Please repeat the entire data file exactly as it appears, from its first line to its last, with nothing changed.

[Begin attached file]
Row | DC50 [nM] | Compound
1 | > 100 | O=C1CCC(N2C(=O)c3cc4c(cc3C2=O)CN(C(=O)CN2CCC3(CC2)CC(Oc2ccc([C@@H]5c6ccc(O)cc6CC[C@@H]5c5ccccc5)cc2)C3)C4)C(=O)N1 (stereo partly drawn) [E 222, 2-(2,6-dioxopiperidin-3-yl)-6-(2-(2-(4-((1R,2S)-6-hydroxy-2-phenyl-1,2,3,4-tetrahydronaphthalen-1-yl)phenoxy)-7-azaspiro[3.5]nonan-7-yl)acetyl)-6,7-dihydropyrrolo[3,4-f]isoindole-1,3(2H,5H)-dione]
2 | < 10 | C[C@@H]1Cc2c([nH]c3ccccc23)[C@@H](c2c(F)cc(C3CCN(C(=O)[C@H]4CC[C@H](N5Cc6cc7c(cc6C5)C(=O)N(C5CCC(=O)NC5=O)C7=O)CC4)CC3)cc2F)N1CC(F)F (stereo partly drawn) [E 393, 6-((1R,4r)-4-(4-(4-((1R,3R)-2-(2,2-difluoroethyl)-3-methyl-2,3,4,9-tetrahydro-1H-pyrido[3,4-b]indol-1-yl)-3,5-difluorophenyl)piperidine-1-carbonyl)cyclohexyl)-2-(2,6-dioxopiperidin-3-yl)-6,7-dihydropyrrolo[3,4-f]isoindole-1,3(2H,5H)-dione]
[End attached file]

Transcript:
Row | DC50 [nM] | Compound
1 | > 100 | O=C1CCC(N2C(=O)c3cc4c(cc3C2=O)CN(C(=O)CN2CCC3(CC2)CC(Oc2ccc([C@@H]5c6ccc(O)cc6CC[C@@H]5c5ccccc5)cc2)C3)C4)C(=O)N1 (stereo partly drawn) [E 222, 2-(2,6-dioxopiperidin-3-yl)-6-(2-(2-(4-((1R,2S)-6-hydroxy-2-phenyl-1,2,3,4-tetrahydronaphthalen-1-yl)phenoxy)-7-azaspiro[3.5]nonan-7-yl)acetyl)-6,7-dihydropyrrolo[3,4-f]isoindole-1,3(2H,5H)-dione]
2 | < 10 | C[C@@H]1Cc2c([nH]c3ccccc23)[C@@H](c2c(F)cc(C3CCN(C(=O)[C@H]4CC[C@H](N5Cc6cc7c(cc6C5)C(=O)N(C5CCC(=O)NC5=O)C7=O)CC4)CC3)cc2F)N1CC(F)F (stereo partly drawn) [E 393, 6-((1R,4r)-4-(4-(4-((1R,3R)-2-(2,2-difluoroethyl)-3-methyl-2,3,4,9-tetrahydro-1H-pyrido[3,4-b]indol-1-yl)-3,5-difluorophenyl)piperidine-1-carbonyl)cyclohexyl)-2-(2,6-dioxopiperidin-3-yl)-6,7-dihydropyrrolo[3,4-f]isoindole-1,3(2H,5H)-dione]